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  1. JDK
  2. JDK-8037388

Invocation of protected method of base class does not compile

    Details

    • Subcomponent:
    • Resolved In Build:
      b15
    • CPU:
      x86
    • OS:
      os_x
    • Verification:
      Not verified

      Description

      FULL PRODUCT VERSION :
      java version "1.8.0"
      Java(TM) SE Runtime Environment (build 1.8.0-b132)
      Java HotSpot(TM) 64-Bit Server VM (build 25.0-b70, mixed mode)

      ADDITIONAL OS VERSION INFORMATION :
      Darwin alexbool-osx 13.1.0 Darwin Kernel Version 13.1.0: Thu Jan 16 19:40:37 PST 2014; root:xnu-2422.90.20~2/RELEASE_X86_64 x86_64

      A DESCRIPTION OF THE PROBLEM :
      Under certain circumctances, javac 8 rejects to compile code that compiles under previous versions of javac. In the given example, if non-compiling line is modified to "return this.eq(this.value, value);" or "return super.eq(this.value, value);", the problem goes away.

      REGRESSION. Last worked in version 7u51


      ERROR MESSAGES/STACK TRACES THAT OCCUR :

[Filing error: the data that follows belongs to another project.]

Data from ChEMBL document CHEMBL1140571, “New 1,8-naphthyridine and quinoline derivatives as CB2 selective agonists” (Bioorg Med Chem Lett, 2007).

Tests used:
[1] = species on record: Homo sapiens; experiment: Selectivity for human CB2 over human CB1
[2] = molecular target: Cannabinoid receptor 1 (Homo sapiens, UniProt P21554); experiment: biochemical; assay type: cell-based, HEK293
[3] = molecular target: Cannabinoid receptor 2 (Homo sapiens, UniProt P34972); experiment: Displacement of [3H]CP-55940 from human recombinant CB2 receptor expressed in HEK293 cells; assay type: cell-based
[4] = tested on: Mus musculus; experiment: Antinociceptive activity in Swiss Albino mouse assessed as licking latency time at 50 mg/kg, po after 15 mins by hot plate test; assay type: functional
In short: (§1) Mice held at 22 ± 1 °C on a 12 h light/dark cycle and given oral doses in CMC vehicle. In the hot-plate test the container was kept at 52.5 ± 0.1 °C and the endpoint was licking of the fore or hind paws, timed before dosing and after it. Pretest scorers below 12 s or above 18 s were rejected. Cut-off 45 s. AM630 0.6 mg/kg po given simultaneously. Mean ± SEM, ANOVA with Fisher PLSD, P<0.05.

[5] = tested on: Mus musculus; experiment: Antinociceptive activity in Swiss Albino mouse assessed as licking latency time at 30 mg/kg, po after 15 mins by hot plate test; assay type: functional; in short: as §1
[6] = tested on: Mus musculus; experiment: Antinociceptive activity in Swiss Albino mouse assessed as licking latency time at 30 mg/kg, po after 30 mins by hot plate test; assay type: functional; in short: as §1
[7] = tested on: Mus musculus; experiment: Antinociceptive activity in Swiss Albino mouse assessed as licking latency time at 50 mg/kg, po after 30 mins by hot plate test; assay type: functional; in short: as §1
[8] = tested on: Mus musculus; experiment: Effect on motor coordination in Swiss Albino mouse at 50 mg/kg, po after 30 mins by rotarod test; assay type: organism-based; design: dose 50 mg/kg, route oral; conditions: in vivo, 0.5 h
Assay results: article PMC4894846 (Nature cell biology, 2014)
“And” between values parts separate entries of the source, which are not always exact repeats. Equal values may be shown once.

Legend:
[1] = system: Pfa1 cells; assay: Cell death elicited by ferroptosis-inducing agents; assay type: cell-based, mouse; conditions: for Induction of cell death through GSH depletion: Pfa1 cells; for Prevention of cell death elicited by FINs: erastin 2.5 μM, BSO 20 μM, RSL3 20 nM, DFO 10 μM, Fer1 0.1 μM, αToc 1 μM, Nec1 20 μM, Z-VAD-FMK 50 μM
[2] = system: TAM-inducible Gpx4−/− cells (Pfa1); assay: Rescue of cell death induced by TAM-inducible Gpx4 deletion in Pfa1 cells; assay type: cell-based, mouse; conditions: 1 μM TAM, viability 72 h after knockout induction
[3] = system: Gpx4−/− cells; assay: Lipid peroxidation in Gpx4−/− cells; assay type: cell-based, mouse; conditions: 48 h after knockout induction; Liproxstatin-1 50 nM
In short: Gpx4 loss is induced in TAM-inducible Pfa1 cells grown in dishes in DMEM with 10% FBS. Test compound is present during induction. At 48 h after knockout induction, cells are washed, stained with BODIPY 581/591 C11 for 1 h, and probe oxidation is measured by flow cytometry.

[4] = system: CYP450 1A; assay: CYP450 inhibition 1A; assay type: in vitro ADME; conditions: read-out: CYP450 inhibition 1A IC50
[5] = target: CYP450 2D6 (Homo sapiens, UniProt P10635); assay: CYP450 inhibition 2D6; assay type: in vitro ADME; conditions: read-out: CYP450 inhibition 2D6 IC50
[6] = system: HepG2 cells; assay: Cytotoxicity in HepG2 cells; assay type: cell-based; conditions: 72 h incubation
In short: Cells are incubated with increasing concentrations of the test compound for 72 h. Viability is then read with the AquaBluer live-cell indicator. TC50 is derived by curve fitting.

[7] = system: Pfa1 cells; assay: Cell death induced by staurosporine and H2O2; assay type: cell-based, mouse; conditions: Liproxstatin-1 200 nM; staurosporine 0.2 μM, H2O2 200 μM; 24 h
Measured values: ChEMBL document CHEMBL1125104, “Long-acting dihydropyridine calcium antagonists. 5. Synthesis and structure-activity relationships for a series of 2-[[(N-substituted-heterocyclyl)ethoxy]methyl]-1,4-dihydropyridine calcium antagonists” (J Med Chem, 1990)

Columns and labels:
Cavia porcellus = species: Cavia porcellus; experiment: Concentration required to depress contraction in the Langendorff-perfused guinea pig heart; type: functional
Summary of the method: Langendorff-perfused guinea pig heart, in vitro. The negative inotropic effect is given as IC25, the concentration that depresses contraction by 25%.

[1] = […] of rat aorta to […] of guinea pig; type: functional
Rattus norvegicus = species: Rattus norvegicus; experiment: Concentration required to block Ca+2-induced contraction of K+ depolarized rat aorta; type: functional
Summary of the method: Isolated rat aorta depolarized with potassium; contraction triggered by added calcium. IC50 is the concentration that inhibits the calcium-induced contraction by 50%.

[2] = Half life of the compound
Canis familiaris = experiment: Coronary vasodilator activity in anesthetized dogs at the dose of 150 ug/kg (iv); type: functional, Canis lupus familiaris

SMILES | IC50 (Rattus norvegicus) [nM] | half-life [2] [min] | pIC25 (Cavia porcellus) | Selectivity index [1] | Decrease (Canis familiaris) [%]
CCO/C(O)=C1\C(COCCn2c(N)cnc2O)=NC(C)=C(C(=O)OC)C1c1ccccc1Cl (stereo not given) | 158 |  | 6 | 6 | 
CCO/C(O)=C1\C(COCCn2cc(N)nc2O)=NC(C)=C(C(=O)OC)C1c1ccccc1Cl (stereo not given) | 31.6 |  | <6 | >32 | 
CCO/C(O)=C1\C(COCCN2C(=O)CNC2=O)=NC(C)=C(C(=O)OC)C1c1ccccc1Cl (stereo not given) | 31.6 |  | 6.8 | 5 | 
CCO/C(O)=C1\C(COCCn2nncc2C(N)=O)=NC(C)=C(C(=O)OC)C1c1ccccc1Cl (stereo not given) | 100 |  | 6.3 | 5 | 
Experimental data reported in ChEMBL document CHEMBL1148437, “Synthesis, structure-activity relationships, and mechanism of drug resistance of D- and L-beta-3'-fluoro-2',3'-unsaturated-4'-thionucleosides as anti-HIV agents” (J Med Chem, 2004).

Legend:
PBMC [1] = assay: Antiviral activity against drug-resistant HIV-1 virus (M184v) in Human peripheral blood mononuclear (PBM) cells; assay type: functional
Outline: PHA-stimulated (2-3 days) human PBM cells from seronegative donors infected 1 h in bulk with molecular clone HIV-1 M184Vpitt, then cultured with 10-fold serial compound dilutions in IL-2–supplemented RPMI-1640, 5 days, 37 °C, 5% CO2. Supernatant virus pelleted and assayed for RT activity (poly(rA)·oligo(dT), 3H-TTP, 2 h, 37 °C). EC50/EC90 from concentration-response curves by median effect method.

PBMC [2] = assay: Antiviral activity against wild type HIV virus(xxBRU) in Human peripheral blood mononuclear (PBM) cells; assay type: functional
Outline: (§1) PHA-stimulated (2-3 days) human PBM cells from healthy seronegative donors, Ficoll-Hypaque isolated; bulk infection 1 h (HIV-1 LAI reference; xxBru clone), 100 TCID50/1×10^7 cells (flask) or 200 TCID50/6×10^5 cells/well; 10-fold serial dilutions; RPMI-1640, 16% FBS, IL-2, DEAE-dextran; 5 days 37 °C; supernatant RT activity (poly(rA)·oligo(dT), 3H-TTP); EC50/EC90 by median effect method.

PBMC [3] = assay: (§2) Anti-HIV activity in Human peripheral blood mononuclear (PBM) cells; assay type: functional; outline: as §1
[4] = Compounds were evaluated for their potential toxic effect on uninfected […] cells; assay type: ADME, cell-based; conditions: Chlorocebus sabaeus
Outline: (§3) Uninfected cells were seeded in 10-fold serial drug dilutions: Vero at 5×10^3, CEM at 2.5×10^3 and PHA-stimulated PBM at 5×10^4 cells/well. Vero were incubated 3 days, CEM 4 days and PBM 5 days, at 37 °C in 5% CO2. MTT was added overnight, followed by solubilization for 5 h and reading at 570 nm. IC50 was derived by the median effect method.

error: no enclosing instance of type AbstractMapF is in scope

      REPRODUCIBILITY :
      This bug can be reproduced always.

      ---------- BEGIN SOURCE ----------
      import java.util.AbstractMap;

      public class Jdk8Test {

          public static abstract class SingletonMap<K, V> extends AbstractMapF<K, V> {

              private final K key;
              private final V value;

              public SingletonMap(K key, V value) {
                  this.key = key;
                  this.value = value;
              }

              @Override
              public boolean containsValue(Object value) {
                  return eq(this.value, value); // does not compile
              }
          }

          public static abstract class AbstractMapF<K, V> extends AbstractMap<K, V> {
              protected boolean eq(Object a, Object b) {
                  return true;
              }
          }
      }
      ---------- END SOURCE ----------

      CUSTOMER SUBMITTED WORKAROUND :
      Qualifying instance on which method eq is invoked helps: either "this.eq(...)" or "super.eq(...)" compiles fine.

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              • Assignee:
                pgovereau Paul Govereau (Inactive)
                Reporter:
                webbuggrp Webbug Group
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                • Created:
                  Updated:
                  Resolved: